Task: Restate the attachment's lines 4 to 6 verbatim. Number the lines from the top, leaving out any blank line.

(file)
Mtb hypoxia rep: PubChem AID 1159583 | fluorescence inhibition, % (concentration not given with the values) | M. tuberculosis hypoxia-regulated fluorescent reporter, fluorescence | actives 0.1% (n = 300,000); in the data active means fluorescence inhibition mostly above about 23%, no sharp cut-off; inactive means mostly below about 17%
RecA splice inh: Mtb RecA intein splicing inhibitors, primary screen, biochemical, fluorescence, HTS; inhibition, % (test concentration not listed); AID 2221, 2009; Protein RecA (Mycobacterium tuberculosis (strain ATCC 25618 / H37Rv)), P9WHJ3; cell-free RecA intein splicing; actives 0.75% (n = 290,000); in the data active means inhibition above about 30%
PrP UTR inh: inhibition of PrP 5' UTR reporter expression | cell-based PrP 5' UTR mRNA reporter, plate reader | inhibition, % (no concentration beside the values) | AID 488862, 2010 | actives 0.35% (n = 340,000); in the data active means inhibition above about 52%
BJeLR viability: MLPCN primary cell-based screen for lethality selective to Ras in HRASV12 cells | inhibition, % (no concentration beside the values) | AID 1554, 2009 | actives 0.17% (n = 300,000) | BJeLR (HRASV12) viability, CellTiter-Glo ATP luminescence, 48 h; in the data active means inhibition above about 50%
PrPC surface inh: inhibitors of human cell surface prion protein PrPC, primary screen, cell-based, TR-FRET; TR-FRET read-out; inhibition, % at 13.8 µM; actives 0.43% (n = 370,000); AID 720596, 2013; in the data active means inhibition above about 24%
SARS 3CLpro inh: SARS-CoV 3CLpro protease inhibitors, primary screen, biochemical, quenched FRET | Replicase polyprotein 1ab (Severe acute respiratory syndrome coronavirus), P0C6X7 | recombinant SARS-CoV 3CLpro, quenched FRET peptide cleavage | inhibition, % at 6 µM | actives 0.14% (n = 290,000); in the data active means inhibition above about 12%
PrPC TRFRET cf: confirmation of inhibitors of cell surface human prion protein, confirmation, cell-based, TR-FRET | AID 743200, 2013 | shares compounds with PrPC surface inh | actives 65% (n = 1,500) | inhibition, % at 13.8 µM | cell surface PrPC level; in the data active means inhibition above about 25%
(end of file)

BJeLR viability: MLPCN primary cell-based screen for lethality selective to Ras in HRASV12 cells | inhibition, % (no concentration beside the values) | AID 1554, 2009 | actives 0.17% (n = 300,000) | BJeLR (HRASV12) viability, CellTiter-Glo ATP luminescence, 48 h; in the data active means inhibition above about 50%
PrPC surface inh: inhibitors of human cell surface prion protein PrPC, primary screen, cell-based, TR-FRET; TR-FRET read-out; inhibition, % at 13.8 µM; actives 0.43% (n = 370,000); AID 720596, 2013; in the data active means inhibition above about 24%
SARS 3CLpro inh: SARS-CoV 3CLpro protease inhibitors, primary screen, biochemical, quenched FRET | Replicase polyprotein 1ab (Severe acute respiratory syndrome coronavirus), P0C6X7 | recombinant SARS-CoV 3CLpro, quenched FRET peptide cleavage | inhibition, % at 6 µM | actives 0.14% (n = 290,000); in the data active means inhibition above about 12%